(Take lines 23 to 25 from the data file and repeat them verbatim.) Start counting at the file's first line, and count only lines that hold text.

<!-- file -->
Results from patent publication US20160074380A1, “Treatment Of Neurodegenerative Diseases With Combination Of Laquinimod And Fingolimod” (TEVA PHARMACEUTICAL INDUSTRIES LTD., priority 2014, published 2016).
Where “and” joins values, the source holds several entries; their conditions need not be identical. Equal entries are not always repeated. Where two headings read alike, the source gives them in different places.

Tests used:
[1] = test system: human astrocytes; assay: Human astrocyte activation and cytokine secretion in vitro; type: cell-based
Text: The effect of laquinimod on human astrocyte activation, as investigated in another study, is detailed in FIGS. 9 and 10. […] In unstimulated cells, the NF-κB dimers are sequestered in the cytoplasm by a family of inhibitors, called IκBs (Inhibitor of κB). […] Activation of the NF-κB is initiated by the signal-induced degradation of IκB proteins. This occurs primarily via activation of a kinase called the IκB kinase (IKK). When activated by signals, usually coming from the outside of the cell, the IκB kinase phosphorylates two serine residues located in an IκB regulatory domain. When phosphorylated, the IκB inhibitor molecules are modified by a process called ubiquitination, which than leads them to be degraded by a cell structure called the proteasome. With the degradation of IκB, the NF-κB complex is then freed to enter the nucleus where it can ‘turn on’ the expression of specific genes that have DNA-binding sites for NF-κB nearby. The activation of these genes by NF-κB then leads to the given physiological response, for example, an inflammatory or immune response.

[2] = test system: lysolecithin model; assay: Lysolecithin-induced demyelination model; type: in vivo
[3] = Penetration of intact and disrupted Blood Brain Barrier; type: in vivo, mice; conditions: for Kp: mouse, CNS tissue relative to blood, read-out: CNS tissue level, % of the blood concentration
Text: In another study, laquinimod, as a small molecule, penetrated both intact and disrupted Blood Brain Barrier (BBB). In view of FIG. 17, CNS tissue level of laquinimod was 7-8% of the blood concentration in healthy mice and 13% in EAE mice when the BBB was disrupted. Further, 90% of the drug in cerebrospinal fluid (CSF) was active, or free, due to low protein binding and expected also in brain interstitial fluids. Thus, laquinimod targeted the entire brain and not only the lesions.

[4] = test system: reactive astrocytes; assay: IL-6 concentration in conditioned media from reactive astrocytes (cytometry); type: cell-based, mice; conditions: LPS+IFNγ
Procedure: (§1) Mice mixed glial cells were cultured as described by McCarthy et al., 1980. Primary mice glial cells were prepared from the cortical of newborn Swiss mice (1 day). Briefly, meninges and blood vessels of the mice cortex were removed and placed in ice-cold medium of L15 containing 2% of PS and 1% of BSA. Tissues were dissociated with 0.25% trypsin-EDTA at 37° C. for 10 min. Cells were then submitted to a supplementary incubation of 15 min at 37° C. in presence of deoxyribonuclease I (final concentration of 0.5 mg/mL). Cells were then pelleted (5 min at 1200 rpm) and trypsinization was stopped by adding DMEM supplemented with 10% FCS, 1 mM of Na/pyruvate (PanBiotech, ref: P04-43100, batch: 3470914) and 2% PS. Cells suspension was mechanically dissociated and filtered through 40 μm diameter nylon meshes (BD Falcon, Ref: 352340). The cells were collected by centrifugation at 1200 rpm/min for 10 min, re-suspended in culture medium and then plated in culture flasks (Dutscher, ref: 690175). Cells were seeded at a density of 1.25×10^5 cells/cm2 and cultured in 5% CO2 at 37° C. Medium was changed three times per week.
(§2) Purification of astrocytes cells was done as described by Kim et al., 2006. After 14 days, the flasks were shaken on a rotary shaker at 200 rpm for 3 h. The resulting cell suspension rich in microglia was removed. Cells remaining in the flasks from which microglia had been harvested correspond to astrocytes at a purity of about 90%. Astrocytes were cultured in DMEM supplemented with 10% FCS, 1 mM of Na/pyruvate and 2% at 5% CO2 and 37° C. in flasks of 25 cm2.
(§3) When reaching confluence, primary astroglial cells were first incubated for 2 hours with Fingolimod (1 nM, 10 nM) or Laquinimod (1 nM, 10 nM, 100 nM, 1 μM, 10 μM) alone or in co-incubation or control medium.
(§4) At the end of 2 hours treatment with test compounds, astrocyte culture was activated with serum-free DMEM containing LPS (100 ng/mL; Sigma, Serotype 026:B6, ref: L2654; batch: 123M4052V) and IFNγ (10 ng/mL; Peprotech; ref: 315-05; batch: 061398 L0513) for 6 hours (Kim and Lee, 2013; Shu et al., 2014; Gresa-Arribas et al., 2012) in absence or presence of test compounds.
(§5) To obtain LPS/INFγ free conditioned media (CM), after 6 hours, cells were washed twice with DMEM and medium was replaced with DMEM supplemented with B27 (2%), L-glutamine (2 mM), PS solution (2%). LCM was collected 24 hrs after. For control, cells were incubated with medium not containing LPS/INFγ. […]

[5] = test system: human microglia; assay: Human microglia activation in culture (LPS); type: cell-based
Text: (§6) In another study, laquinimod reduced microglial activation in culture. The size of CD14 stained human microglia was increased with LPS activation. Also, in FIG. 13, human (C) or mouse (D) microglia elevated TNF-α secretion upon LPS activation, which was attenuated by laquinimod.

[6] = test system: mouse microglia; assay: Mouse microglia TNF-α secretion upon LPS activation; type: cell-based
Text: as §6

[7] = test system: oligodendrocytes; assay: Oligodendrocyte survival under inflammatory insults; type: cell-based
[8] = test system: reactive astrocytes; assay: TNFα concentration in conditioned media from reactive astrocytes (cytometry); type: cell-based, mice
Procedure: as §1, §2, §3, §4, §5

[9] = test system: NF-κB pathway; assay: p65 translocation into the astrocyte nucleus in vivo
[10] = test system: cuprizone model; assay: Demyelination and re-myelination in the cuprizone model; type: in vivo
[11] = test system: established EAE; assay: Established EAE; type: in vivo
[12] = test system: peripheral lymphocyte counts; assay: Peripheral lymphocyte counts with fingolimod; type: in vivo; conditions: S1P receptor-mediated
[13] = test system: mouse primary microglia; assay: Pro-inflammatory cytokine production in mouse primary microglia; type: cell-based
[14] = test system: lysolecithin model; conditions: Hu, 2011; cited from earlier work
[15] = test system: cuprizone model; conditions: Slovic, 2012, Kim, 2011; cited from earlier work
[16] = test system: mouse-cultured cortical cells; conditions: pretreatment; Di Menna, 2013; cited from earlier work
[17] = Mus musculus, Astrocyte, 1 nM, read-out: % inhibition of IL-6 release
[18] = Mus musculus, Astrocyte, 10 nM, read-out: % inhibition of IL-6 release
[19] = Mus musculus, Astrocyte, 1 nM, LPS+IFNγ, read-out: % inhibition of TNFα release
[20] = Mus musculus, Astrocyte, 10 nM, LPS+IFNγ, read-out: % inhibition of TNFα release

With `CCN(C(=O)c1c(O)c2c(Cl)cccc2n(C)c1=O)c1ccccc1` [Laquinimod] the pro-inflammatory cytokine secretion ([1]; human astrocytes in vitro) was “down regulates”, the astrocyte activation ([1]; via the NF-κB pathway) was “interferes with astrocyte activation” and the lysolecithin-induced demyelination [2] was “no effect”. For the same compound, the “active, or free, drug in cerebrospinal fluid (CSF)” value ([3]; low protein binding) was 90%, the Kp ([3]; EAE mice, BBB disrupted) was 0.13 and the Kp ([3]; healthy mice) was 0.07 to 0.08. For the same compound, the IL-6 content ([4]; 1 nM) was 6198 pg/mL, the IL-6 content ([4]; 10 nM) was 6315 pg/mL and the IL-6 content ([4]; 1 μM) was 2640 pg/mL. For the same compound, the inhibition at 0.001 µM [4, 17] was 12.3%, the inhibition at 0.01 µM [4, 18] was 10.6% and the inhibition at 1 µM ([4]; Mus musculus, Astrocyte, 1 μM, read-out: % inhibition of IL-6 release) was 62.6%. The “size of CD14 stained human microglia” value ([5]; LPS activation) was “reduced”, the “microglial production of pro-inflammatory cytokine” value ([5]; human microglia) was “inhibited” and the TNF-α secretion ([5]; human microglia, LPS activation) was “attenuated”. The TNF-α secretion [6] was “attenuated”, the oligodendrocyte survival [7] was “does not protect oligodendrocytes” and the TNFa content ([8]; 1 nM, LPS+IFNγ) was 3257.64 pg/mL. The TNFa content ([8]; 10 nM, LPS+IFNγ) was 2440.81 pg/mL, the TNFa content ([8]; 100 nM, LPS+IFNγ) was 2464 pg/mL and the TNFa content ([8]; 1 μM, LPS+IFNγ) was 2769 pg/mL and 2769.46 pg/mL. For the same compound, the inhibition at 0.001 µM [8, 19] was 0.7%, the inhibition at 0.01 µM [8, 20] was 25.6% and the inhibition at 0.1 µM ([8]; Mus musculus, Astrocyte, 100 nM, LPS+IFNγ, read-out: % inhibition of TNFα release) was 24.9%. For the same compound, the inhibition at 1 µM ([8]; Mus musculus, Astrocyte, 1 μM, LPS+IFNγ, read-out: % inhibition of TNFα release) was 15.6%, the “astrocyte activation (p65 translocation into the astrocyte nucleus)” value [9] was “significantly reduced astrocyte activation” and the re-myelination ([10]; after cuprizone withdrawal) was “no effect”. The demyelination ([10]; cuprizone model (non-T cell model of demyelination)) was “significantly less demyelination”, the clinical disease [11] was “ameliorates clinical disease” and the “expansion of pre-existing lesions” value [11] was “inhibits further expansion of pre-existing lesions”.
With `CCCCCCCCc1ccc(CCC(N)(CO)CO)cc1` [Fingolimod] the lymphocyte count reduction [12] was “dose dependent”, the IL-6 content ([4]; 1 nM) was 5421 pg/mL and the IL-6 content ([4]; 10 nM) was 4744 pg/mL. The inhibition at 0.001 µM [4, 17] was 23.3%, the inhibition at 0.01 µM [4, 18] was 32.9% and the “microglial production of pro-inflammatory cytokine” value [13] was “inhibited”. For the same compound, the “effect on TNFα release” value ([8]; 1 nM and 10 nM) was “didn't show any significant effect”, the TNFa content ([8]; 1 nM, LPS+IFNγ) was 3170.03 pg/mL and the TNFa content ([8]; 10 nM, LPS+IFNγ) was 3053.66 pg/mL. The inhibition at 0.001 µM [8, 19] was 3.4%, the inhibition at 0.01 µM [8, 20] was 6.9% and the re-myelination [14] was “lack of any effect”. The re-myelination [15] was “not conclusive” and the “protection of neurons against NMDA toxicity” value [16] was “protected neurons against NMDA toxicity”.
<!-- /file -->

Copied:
[10] = test system: cuprizone model; assay: Demyelination and re-myelination in the cuprizone model; type: in vivo
[11] = test system: established EAE; assay: Established EAE; type: in vivo
[12] = test system: peripheral lymphocyte counts; assay: Peripheral lymphocyte counts with fingolimod; type: in vivo; conditions: S1P receptor-mediated